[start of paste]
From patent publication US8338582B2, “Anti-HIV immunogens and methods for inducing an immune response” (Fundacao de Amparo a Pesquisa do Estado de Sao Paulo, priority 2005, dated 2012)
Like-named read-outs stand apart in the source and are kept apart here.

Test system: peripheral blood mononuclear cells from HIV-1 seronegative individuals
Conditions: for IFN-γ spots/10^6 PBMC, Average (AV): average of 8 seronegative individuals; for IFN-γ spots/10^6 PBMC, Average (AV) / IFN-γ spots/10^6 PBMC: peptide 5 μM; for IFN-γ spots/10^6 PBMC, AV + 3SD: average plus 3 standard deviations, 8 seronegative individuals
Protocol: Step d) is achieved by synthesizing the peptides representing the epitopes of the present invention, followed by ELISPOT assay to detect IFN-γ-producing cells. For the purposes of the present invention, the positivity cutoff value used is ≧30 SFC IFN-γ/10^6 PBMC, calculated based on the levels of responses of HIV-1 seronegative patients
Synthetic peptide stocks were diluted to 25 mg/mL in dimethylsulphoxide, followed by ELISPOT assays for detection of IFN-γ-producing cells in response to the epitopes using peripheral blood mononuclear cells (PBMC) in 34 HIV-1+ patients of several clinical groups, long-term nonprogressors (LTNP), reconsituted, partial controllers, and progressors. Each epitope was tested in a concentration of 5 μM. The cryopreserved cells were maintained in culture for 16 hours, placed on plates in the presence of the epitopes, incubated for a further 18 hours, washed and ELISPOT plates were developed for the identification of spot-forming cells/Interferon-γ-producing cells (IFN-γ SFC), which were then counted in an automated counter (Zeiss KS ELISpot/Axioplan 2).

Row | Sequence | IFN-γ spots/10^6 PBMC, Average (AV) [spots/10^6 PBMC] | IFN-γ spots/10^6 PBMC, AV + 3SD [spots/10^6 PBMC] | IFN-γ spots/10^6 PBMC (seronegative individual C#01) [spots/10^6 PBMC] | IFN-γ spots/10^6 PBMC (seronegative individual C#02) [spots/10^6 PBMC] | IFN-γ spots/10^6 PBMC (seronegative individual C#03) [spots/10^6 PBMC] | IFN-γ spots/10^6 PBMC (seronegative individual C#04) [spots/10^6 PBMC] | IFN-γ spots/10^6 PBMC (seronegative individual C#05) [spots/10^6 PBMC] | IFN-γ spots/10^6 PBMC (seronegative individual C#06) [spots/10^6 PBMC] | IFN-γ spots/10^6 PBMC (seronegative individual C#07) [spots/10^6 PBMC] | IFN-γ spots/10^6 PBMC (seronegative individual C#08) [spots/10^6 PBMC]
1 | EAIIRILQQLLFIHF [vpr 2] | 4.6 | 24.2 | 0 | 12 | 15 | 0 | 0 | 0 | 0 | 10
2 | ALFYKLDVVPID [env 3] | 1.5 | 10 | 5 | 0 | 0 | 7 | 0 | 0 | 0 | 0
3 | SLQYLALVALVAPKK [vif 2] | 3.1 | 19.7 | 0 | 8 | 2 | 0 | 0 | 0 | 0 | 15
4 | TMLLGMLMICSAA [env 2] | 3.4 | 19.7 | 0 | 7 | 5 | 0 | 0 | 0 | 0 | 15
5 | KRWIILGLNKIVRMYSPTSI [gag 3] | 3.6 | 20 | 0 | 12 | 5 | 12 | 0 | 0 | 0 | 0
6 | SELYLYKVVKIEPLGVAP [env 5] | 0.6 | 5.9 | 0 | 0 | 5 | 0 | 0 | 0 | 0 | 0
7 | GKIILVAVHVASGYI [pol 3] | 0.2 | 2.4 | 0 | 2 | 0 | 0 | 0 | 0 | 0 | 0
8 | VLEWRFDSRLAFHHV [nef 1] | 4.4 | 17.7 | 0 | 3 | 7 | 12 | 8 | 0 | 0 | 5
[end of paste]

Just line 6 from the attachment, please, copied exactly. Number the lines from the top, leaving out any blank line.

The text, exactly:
Synthetic peptide stocks were diluted to 25 mg/mL in dimethylsulphoxide, followed by ELISPOT assays for detection of IFN-γ-producing cells in response to the epitopes using peripheral blood mononuclear cells (PBMC) in 34 HIV-1+ patients of several clinical groups, long-term nonprogressors (LTNP), reconsituted, partial controllers, and progressors. Each epitope was tested in a concentration of 5 μM. The cryopreserved cells were maintained in culture for 16 hours, placed on plates in the presence of the epitopes, incubated for a further 18 hours, washed and ELISPOT plates were developed for the identification of spot-forming cells/Interferon-γ-producing cells (IFN-γ SFC), which were then counted in an automated counter (Zeiss KS ELISpot/Axioplan 2).